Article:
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The Perpetual Calendar

We are introducing Moser Maths, a tour through the complexities and ‘complications’ of our watches for both amateurs and collectors alike. Our stories will bring you a selection of unparalleled technological features that make us ‘very rare ’– a manufacture like no other.

Remember opening the doors of an advent calendar in preparation for Christmas?… What if your mother had woken you up during the emotionally charged lead up– maybe the day after Christmas Eve– saying “Oops! No Christmas this year, kids…it’s January 6th.”

To explain this strange but very possible occurrence, we have to go back in time. From 46 BC to 1582, Europe followed Julius Caesar’s ‘Julian’ calendar. But this calendar had miscalculated the length of the solar year by 11 minutes, and over hundreds of years it had fallen out of sync with the seasons. By the 16th Century, Pope Gregory XIII was less than impressed. He devised a new calendar to recalibrate the date to the seasons, with the help of Italian scientist Aloysus Lilius.

On the evening of September 2, 1752, millions of Europeans went to sleep – and woke up twelve days later. Since this awkward bit of time-travel, the Gregorian calendar has to be continuously fine-tuned, to maintain the correlation between the planets, the seasons, and ‘human’ time.
Enter the Perpetual Calendar…
Moser’s very first collection after the brand’s revival in 2005 included the Perpetual Calendar. A year later, this watch won the most prestigious prize in the watchmaking industry: the Geneva Watchmaking Grand Prix in 2006.

Not only did the Perpetual Calendar put H.Moser back on the map over a decade ago with its deceptively simple appearance and ingenious function (using a short central arrow hand to indicate the month) it has ‘stood the test of time’. To ensure the accuracy of this subtle complication year after year, we had to devise a way to incorporate all the finer quirks of Pope Greg’s Calendar. No sweat.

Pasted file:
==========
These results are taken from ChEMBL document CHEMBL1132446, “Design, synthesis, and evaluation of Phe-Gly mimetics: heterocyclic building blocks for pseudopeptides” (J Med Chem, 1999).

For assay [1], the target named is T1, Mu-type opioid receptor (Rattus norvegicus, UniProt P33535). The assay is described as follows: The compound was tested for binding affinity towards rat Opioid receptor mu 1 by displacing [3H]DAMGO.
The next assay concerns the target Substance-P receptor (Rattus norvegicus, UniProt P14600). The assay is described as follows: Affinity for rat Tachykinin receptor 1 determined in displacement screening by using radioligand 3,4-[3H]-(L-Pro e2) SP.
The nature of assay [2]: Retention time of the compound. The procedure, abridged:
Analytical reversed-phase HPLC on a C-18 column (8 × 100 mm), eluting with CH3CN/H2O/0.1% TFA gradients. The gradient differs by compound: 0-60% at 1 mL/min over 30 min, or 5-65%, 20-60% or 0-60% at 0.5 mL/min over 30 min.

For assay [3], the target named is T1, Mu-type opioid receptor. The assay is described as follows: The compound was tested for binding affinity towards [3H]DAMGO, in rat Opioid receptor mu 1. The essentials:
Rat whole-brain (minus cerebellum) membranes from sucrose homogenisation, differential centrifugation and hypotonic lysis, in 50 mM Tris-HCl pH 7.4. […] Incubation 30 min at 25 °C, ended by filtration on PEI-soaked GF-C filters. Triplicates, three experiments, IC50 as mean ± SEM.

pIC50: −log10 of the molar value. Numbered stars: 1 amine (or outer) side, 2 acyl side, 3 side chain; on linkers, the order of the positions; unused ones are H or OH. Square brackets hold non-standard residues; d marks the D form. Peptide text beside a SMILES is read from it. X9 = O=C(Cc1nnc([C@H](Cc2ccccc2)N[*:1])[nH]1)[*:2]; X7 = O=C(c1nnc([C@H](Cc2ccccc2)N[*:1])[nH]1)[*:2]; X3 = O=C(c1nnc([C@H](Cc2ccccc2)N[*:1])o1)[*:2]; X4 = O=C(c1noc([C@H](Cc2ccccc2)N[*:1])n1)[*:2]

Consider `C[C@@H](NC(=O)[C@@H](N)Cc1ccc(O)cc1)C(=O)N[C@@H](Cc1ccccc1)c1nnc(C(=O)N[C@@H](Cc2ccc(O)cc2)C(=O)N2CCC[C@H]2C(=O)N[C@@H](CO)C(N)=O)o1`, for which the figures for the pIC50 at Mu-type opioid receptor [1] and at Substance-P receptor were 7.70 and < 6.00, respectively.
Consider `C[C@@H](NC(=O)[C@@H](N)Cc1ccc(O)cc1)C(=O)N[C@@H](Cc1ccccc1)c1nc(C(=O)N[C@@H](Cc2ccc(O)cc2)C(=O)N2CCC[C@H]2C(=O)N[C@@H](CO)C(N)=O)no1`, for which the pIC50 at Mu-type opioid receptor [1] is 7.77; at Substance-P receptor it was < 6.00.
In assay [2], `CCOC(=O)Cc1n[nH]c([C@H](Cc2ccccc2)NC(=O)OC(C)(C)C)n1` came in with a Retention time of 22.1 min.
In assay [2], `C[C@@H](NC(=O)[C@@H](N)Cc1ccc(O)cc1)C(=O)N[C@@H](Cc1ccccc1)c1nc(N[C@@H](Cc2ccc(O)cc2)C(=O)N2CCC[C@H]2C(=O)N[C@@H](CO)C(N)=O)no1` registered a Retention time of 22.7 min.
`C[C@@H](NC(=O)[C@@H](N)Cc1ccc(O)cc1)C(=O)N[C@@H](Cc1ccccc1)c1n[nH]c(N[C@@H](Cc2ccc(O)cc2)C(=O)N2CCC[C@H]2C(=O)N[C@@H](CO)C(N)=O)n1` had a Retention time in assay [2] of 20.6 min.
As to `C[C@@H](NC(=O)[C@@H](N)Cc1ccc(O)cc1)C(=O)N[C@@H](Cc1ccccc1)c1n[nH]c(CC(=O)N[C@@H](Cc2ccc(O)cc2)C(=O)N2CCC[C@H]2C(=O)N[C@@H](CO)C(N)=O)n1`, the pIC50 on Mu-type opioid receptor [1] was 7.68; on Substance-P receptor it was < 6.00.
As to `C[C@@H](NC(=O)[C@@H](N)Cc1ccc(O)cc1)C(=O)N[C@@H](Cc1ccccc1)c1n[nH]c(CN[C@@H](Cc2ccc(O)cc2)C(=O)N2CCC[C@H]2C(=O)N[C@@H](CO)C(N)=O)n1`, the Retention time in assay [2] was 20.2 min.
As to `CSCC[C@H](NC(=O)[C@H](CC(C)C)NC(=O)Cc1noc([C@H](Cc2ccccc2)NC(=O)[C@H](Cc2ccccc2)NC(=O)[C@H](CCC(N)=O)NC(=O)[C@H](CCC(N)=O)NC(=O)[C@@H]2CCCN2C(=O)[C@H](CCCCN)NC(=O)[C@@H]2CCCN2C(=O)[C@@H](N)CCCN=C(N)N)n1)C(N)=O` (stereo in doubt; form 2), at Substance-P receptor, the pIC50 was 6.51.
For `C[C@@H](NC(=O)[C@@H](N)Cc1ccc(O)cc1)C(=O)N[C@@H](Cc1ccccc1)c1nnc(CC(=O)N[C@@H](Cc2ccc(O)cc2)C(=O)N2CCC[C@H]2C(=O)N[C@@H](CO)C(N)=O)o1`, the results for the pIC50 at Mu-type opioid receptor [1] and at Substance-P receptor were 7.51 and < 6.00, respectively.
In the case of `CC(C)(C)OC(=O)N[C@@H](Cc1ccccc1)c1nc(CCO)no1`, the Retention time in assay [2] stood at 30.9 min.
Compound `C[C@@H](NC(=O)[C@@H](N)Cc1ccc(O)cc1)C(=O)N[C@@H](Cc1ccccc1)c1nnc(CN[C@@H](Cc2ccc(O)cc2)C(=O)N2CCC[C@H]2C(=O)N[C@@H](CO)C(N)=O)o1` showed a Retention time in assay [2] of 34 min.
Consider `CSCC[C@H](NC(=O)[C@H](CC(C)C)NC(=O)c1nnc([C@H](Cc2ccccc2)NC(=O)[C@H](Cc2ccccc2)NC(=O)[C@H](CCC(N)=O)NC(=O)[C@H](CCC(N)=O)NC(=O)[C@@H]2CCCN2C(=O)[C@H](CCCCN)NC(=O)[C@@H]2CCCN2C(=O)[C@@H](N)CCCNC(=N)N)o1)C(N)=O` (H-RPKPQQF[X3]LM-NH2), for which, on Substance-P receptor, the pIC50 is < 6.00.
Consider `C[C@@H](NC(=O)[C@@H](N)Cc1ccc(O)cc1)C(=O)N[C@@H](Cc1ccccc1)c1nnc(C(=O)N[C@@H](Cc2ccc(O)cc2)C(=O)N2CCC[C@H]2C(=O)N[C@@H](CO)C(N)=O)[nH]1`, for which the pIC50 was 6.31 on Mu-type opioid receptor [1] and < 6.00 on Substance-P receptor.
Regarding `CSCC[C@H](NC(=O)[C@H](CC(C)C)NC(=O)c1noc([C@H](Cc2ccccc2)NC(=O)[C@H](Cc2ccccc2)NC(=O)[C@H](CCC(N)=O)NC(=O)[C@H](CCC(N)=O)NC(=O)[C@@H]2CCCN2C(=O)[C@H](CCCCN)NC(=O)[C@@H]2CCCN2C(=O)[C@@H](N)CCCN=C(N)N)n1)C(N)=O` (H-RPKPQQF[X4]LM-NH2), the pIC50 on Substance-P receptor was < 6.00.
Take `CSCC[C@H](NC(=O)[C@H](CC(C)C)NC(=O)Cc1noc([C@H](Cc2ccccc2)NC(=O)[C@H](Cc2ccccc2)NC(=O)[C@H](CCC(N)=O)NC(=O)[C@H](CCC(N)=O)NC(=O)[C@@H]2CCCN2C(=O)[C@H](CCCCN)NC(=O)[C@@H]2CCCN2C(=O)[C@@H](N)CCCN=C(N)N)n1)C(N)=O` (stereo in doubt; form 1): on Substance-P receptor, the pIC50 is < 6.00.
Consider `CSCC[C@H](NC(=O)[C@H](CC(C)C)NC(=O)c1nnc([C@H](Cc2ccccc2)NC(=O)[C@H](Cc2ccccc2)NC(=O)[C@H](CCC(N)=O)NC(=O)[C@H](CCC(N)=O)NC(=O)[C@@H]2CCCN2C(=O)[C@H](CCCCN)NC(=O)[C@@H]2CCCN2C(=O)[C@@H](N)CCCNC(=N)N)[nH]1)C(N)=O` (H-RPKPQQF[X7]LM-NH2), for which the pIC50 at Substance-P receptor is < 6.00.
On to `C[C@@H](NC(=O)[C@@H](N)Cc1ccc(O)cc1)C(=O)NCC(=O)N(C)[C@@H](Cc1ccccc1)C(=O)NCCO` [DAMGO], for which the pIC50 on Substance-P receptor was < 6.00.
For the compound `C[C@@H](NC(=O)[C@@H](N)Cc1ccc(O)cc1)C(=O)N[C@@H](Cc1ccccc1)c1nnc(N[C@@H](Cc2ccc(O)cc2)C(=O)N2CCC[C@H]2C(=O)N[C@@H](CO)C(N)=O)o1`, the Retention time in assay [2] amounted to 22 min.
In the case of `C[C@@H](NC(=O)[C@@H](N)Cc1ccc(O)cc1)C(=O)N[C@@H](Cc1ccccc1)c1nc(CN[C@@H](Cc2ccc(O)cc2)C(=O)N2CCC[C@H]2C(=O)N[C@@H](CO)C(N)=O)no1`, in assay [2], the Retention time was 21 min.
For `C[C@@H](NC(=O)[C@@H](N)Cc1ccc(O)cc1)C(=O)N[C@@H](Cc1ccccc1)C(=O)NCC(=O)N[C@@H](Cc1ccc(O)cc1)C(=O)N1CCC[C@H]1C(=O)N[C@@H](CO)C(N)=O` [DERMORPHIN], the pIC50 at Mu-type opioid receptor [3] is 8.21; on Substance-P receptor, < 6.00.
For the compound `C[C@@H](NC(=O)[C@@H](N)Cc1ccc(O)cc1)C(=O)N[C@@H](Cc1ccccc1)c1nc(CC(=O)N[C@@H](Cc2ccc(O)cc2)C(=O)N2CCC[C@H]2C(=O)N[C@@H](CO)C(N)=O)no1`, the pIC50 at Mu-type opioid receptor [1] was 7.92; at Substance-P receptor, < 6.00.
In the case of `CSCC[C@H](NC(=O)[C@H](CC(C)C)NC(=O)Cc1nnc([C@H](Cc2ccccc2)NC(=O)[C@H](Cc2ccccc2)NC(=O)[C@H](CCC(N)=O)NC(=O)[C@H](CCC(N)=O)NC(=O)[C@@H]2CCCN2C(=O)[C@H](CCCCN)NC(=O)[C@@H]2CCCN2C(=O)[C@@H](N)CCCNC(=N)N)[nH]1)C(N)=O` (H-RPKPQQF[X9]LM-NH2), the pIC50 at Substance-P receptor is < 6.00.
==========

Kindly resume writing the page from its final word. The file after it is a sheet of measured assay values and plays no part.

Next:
This included the discrepancy between the ‘year’ (made up of 365 days) and the actual length of the Earth’s rotation around the sun (365.242375 days). Adding an extra day every four years (a ‘leap’ year) would make up the difference… almost. But almost isn’t good enough when it comes to time. Or H.Moser watchmaking.
A finer calculation was needed. Leap years are those that can be exactly divided by 4…. unless the year can be exactly divided by 100, in which case it’s NOT a leap year… unless it can be exactly divided by 400, in which case it IS. Simple, right?

But don’t worry–that’s where the Perpetual Calendar shines. Beneath a deceptively clean, simple dial lies an intricately balanced mechanism that not only keeps time day to day, but year to year–even century to century.

So, if your descendants are fortunate enough to inherit an H.Moser, or if you live long enough to make it to the end of February 2100, you won’t have to remember any mind-numbing calculations. All you’ll have to do is pull out the crown and skip a day from the 28th February to the 1st of March. No leaping required.

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